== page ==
Cover photo: Rebeca Balas
Before starting with the chronicle of the last day of Ombra, I would like to comment that the festival program offered after parties in the Upload club with interesting names such as 89S†, Philipp Strobel, Andi, Curses or Omar. As my intention was to cover as much as possible the official program I opted not to go to any of these parties that, I have been told, were quite successful. On Sunday, the program started a little earlier, at ten o’clock, so it was possible to follow the party from the day before, although at a slower pace. I didn’t even set myself the goal of being there first thing in the morning, but I did get there in time to see the last part of first DJ’s set. As a curious moment, when leaving the subway I met a group of Processional giants that were the first big surprise of the day.
I arrived almost at the end of the Dj set of Oriana, who played for three hours in the Megabreakz stage. Raúl Gallo told me that he had met her at an after party and thought that it could be a good idead to have her opening the last day of the festival. She had started with slower beats but when I arrived, she was playing some classic EBM tracks. I was surprised that there were quite a lot of people for the hour it was and that there was a good atmosphere in the room.
The Milanese duo Tamburi Neri is formed by Andrea Barbieri who is more dedicated to reciting than singing and Claudio Brioschi who is in charge of the electronic part. They started with a slow song, something normal since it was half past twelve in the morning, but already with their magnificent “Dolce Veleno” they began to rise in intensity. Andrea is a very funny and dynamic frontman with a way of reciting very rich in nuances. They continued with the song “Bolle di Dolore” with a very intense voice and original rhythms. As you can check on their bandcamp, the duo makes quite original music, an elegant tribal electronica on which Andrea gives free rein to his verb. We also listened to some new tracks but also others like “Urlo” which gives its name to one of their EPs, and in which the solemnity of the voice over a haunting background stood out. They went back to 2019 for one of their first tracks, “Pechino” which appeared on Works #1 in which Claudio worked out some danceable electronic rhythms. The audience, although it was quite early yet, did not stop dancing. Very good electronic music to start the day.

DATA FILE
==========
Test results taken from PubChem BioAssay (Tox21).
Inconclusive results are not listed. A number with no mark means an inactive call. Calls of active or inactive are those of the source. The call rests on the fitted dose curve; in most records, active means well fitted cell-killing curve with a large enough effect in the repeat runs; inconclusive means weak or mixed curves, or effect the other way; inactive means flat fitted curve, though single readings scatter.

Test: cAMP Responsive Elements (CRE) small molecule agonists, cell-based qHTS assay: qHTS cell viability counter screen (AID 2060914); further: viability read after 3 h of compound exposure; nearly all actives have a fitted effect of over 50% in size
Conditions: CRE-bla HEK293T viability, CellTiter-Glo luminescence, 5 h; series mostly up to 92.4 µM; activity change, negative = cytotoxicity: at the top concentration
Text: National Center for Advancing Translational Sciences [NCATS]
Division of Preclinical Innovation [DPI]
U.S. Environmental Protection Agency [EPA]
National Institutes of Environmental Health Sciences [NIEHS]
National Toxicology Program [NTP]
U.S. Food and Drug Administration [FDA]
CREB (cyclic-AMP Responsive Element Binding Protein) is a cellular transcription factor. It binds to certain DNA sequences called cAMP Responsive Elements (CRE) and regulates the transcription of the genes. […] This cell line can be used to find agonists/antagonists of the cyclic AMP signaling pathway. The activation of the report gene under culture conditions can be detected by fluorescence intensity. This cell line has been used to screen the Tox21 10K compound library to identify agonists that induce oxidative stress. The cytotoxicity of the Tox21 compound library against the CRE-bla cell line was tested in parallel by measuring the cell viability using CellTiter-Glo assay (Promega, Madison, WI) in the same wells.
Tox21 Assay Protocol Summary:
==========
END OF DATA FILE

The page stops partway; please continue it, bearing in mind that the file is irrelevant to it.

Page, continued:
I stayed in the same stage to see the Openthenext collective, which this time consisted of Umo on the electronics, Shen on dance and ob-server’s visuals. In the audience we saw another member of the collective, Kat, dancing, although she was not part of the performance. I was surprised by the perfect interaction between dance and music, Shen was molding her movements to the speed and power of the music. On the other hand, the visuals were very well done and were an important part of the performance. To begin with, Umo gave us danceable rhythms but with a low BPM, a sample of what he calls slowdance. With his music and Shen’s tai chi inspired movements we got our bodies back in tune for the rest of the day. The collective’s rave past was also present in some intense and more acidic moments that were very well received and fit in between more relaxed parts. Perfect for the hour.
My intention was to see Spammerheads next, but the Openthenext live finished a bit later that I expected and the performance of the Valencian band was already started. As Alba was watching them and I prefer to chronicle the whole concert, I watched them for ten minutes and went back to the main stage.